Don McCahill   Link to this

> After dinner the book binder come, and I sent by him some more books to gild.

Ah yes, the old Misers trick. When the tradesman comes for payment, you give him more work to do instead. He can't demand the cash while you are offering more income. I wonder how long Pepys' supply of books will hold out.

classicist   Link to this

'the King hath lost his power, by submitting himself to this way of examining his accounts, and is become but as a private man. . .the King is troubled at it, but they talk an entry shall be made, that it is not to be brought into example; that the King must, if they do not agree presently, make them a courageous speech, which he says he may do, the City of London being now burned, and himself master of an army . . .'
So the king is outraged that Parliament is enquiring as to what he did with the money they gave him? But it's OK because the City has its own problems, and he has control of the army? This sounds uncomfortably like the start of the Civil War!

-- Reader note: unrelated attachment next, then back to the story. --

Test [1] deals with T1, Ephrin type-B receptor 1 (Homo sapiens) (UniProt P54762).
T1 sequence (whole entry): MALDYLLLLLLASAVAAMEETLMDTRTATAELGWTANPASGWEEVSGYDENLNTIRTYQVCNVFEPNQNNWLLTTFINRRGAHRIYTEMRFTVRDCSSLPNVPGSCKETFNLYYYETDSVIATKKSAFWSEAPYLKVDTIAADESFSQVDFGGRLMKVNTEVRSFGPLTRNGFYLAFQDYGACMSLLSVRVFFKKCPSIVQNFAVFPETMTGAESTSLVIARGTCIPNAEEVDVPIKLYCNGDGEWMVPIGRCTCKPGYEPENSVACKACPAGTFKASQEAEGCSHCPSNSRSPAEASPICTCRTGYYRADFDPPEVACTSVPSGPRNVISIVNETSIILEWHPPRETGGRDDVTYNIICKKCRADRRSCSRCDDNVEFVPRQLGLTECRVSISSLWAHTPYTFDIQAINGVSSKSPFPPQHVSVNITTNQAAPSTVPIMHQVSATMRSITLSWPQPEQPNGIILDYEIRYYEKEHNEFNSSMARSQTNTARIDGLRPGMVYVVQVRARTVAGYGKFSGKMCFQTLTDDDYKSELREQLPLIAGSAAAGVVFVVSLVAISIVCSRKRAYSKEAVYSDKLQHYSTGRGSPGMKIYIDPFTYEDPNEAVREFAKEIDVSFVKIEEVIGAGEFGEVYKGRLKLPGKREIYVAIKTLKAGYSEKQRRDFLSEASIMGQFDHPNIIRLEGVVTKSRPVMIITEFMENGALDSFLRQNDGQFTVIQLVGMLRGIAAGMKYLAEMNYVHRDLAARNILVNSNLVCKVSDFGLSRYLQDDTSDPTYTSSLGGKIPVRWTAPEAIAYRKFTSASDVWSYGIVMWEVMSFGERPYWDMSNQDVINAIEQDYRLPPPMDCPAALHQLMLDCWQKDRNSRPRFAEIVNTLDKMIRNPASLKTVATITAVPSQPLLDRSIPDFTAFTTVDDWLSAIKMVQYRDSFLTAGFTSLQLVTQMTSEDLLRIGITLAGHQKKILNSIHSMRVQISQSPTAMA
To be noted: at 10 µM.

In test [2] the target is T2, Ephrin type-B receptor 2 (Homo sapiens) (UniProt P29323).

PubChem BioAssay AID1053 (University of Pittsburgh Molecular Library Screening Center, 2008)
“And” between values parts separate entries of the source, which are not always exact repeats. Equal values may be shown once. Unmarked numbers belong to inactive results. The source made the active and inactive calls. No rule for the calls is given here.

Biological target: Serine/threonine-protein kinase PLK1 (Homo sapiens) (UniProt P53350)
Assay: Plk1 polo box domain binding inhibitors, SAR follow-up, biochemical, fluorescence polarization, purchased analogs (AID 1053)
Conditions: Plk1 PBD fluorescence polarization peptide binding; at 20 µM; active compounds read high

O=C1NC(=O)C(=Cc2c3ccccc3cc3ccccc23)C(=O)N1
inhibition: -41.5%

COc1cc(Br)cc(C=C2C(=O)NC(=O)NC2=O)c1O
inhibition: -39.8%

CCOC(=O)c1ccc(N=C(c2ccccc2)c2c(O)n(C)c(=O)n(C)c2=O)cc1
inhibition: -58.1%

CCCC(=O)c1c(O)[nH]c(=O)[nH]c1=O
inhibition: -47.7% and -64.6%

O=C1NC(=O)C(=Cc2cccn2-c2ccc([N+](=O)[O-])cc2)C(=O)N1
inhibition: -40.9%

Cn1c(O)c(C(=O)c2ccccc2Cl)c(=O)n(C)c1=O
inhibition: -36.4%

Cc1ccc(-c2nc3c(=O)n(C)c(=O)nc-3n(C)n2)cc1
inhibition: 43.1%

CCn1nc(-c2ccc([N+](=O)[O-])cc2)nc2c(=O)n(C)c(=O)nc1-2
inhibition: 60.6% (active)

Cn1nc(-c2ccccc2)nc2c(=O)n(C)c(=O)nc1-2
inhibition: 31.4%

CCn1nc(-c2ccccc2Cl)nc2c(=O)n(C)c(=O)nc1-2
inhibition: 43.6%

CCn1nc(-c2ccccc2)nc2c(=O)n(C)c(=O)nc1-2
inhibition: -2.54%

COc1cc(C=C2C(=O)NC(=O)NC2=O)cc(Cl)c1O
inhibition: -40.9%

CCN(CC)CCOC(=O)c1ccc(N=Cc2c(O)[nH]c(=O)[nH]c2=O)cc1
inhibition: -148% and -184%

JWB   Link to this

...and mighty betimes, indeed, classicist. We see here why early US found anathema a standing army.

JKM   Link to this

"Thence up to the Duke of York, by appointment, with fellow officers, to complaine, but to no purpose, of want of money, and so away."

I love this sentence--it even *sounds* like weary feet plodding up to York's office and away again--with "to no purpose" inserted even before the substance of the too-familiar complaint.

Robert Gertz   Link to this

"...that the King must, if they do not agree presently, make them a courageous speech, which he says he may do, the City of London being now burned, and himself master of an army, better than any prince before him, and so I believe."